The most memorable thing was the tears. They were the result, for the most part, of the tensions of the “Seven Minutes of Terror.” And of hope. And of anticipation. And of the knowledge that so many people had invested a significant portion of their lives in this one moment — and the knowledge, as well, of how easily it could all go wrong.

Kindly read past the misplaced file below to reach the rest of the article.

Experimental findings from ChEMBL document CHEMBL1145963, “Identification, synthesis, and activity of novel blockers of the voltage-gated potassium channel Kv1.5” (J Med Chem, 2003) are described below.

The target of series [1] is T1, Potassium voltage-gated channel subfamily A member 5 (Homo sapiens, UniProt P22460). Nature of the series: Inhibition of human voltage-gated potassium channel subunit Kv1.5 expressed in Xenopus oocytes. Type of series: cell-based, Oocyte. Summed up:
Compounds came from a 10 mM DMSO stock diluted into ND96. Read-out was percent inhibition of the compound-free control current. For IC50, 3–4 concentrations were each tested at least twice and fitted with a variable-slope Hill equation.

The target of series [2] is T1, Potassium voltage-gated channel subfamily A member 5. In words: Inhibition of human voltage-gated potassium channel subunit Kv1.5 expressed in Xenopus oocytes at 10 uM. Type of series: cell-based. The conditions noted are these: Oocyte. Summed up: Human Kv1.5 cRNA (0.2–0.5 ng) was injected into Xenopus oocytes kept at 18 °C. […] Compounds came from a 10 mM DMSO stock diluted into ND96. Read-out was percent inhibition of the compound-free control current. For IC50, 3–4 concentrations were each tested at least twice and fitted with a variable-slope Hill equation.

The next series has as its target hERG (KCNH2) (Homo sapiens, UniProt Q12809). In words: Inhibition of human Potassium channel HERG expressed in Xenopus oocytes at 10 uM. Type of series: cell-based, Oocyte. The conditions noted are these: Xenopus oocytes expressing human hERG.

Nothing went wrong. At approximately 1:30 am East Coast time on August 5, 2012, the control room at the Jet Propulsion Laboratory in Pasadena, California, erupted with cheers, high fives, hugs, relief, and, yes, tears. The Curiosity rover, which had taken several years to be built and another year to travel away from Earth, had landed safely on the surface of Mars.
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